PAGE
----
Christian History Project. This site contains the text of 12 volumes on the history of mankind over the last 2,000 years written from a 'collectively-denominational' Christian perspective.

Saints |
Role models for the ages

Saints is drawn from Chapter Two, beginning on page 54, of Volume Three, By This Sign of the twelve-volume historical series The Christians: Their First Two Thousand Years. If you would like to order this book please visit www.TheChristians.info.

Saints like Christopher, Barbara, Catherine and Christina left sparse records, but their deaths in the persecutions flowered in Christian lore

Saints - Role models for the ages

Saints – Role models for the ages
In a detail from a sixth-century mosaic (Sant’Apollinare Nuovo, Ravenna, Italy), a group of saints processes to the altar bearing crowns of varied design, symbols of martyrdom.

The mid-third and early fourth centuries furnished the Christians with a broad inventory of saints, most of them martyrs, who would serve as role models and a focus for devotion for centuries to come. The Decian persecution and those that followed immediately were responsible, along with the Diocletian persecution that took place some fifty years later, and then the vicious crackdowns of Galerius and Daia.

It was during this period that some of the most cherished names in Christian history made their appearance. Their lives and deeds are sometimes documented, but frequently so little is known about them that their stories are little more than legends.

Dangling from the rearview mirrors or attached to the dashboards of countless automobiles in the twenty-first century, for instance, are “Christopher medals,” representing the motorist’s unspoken prayer to St. Christopher, long the patron saint of travelers. The real St. Christopher is believed to have suffered martyrdom under Decius, somewhere in Asia Minor. Almost nothing of historical credibility is recorded of him.

In the legend that grew up around him, he was a huge man who earned his living by carrying travelers across a river. Once he was called upon to carry a little boy, and found himself bent double under enormous weight. The name “Christopher” means “Christ-bearer;” the boy turned out to be Christ, who was himself bearing the weight of the world.

Similar permanent popularity attaches to St. Barbara, listed as virgin and martyr, indicating that she must have died in the Diocletian era or earlier. However, there is no mention of her whatever in the ancient records. By the seventh century, legends about her had accumulated, and large numbers of Christians had developed a devotion to her. An account of her martyrdom, dating from the ninth century, describes a young woman who becomes Christian. Her wealthy pagan father has her tortured and condemned, then carries out the death sentence himself and beheads her. The father is thereafter struck by lightning and dies. The eighteenth-century Franciscan mission on the California coast, and the graceful city that grew from it, preserve her name.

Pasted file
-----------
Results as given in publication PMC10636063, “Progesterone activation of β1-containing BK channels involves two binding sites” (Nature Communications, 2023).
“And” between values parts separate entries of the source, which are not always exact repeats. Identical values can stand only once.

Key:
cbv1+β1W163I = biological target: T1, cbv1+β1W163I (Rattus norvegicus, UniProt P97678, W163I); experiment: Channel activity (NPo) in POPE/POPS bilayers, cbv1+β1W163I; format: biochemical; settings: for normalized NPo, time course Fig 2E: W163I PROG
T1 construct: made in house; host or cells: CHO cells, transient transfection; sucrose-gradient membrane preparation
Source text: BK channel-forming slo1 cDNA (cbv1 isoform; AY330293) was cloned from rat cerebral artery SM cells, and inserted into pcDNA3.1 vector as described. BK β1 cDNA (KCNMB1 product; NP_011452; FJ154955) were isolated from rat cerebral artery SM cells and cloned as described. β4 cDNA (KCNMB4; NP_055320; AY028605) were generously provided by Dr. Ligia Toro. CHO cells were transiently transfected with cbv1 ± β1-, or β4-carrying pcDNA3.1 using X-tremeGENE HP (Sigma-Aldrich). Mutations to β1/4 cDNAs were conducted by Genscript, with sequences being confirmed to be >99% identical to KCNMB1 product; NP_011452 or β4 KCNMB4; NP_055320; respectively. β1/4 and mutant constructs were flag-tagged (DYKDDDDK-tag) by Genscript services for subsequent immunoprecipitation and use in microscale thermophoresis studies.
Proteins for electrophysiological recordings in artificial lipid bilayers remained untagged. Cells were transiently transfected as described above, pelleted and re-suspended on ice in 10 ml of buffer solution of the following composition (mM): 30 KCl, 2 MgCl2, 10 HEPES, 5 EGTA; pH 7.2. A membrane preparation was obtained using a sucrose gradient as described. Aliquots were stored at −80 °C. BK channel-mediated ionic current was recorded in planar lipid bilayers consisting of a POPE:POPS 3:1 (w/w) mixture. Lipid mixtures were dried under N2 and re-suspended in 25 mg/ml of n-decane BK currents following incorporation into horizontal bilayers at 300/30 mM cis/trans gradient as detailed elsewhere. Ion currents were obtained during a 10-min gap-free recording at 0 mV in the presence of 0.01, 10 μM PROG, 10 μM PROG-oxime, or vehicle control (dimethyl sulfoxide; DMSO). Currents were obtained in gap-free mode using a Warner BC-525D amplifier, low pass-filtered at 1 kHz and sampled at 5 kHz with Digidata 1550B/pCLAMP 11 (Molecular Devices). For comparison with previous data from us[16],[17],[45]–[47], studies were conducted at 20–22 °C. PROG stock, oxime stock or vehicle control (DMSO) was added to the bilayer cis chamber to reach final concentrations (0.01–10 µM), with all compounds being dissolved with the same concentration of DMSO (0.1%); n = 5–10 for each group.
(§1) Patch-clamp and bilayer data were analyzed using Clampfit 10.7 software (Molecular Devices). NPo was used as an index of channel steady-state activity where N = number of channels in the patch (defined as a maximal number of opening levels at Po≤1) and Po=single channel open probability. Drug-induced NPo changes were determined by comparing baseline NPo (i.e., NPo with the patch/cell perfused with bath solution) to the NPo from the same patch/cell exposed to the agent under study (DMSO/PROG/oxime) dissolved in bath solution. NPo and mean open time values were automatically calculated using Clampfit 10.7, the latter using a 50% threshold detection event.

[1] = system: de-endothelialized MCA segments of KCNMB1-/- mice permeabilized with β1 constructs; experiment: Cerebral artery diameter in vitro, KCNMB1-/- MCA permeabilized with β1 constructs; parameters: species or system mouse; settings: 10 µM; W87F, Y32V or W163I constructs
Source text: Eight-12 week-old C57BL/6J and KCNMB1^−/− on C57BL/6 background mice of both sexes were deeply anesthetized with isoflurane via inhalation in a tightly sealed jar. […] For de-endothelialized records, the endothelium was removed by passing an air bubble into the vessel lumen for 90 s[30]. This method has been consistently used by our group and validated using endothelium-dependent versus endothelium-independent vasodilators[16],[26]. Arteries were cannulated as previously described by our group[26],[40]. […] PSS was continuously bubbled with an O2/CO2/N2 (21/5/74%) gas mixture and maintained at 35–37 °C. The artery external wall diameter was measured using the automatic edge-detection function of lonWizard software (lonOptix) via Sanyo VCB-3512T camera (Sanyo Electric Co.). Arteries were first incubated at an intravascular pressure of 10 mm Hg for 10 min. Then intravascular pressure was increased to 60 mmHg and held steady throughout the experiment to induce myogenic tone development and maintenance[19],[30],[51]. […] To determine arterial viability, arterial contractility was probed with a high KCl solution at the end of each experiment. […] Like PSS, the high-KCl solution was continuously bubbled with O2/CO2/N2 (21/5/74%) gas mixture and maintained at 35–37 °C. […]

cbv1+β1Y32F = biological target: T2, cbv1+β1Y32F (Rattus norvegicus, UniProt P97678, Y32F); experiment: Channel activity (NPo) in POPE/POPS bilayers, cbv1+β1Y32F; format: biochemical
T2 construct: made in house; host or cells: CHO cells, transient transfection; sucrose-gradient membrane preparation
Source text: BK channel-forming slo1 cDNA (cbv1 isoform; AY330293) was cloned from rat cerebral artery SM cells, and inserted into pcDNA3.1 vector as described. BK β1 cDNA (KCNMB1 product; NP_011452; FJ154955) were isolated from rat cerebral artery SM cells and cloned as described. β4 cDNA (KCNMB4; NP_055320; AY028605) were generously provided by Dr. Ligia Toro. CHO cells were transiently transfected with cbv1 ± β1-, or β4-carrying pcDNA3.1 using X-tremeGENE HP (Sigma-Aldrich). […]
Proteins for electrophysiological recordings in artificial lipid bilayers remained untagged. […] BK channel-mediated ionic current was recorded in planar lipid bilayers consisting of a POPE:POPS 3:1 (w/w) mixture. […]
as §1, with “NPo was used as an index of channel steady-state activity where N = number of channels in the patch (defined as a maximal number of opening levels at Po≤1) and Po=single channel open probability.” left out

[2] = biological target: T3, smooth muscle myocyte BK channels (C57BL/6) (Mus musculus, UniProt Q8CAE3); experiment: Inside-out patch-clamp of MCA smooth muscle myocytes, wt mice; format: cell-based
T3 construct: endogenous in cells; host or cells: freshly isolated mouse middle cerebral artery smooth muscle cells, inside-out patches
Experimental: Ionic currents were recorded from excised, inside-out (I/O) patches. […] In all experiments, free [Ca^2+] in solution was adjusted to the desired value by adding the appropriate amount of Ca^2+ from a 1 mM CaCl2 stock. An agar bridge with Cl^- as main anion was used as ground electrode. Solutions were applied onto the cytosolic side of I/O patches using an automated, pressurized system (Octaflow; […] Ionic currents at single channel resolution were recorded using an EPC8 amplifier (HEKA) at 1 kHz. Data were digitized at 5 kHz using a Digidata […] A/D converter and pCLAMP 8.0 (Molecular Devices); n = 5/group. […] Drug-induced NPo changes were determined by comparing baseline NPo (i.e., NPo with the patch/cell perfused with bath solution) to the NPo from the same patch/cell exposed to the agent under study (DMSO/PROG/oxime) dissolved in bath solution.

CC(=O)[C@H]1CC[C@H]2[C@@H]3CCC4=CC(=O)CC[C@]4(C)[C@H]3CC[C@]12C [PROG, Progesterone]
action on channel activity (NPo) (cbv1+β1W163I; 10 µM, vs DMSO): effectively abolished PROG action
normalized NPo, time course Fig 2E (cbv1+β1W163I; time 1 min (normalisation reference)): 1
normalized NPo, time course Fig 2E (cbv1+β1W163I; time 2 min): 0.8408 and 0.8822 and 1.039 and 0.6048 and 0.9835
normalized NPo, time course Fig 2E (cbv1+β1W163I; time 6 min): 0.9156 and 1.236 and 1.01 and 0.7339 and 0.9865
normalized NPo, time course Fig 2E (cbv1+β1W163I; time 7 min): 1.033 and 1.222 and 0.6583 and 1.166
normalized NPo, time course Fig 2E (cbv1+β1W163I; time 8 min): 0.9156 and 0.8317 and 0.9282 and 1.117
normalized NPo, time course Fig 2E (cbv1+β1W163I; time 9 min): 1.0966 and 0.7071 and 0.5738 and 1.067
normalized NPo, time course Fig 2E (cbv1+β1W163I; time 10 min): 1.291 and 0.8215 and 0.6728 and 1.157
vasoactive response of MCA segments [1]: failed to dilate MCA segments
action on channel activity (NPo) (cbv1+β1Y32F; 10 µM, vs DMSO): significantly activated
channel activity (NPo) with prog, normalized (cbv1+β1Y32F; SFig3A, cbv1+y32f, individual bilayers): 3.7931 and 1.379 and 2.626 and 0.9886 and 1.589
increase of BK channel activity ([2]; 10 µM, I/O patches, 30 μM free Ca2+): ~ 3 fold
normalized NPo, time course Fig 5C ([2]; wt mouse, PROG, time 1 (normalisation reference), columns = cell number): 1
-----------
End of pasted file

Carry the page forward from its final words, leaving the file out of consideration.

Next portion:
The history of St. Catherine of Alexandria is also obscure. She, too, is among the most widely venerated of women saints, and tradition dates her martyrdom to the early fourth century. The first account of it does not appear until the tenth century. It tells of a bright young woman of noble birth, highly educated, who rebukes the emperor Maximian for his persecution of Christians. To dissuade her from her faith, he pits her against some of the best logicians in the court, whom she bests in one dialectical contest after another. Maximian has her thrashed and imprisoned. The Catherine wheel, which has spikes projecting from the rim, is named for the way she was tortured. When she successfully converts her jailers, he has them executed with her.

Tradition ascribes a particularly gruesome death to another female saint from the period, Christina of Tyre, who refuses her mother’s pleas to apostatize and is, according to the legend, unsuccessfully burnt in a fire that instead kills hundreds of pagan onlookers. She bleeds milk instead of blood when her breasts are cut off; continues to preach after her tongue is cut out; throws the tongue at the judge, permanently blinding him; is tossed into the sea, where she is baptized by Jesus and returned safely to land by Michael the Archangel; and is finally killed by an arrow.

This was also the period of the famous Pantaleon or Panteleimon, whose ability to cure diseases has been called upon by devout believers for seventeen centuries. The existence of Pantaleon is certain, as is the fact he was martyred under Diocletian around 305. He was an unmercenary healer, treating people free of charge and thus winning people to Christianity.

Shakespeare’s Henry V made famous Saints Crispin and Crispinian, by legend two Roman Christian brothers who fled to Soissons in Gaul during the Diocletian era. There, they became shoemakers, taking nothing for their work except what was freely offered. Finally caught, they were put to death. Shakespeare conflates the two names into “Crispian” and has Henry fire up his troops for the Battle of Agincourt, fought on “St. Crispin’s Day,” October 25, 1415. Henry’s speech (“For he today that sheds his blood with me/Shall be my brother”) serves as a memorial to veterans of all wars in all ages.

This is the end of the Saints category article drawn from Chapter Two, beginning on page 54, of Volume Three, By This Sign. To continue reading more about Saints from The Christians, Their First Two Thousand Years we suggest experiencing the rest of the book, complete with hundreds of magnificent illustrations, by ordering it at www.TheChristians.info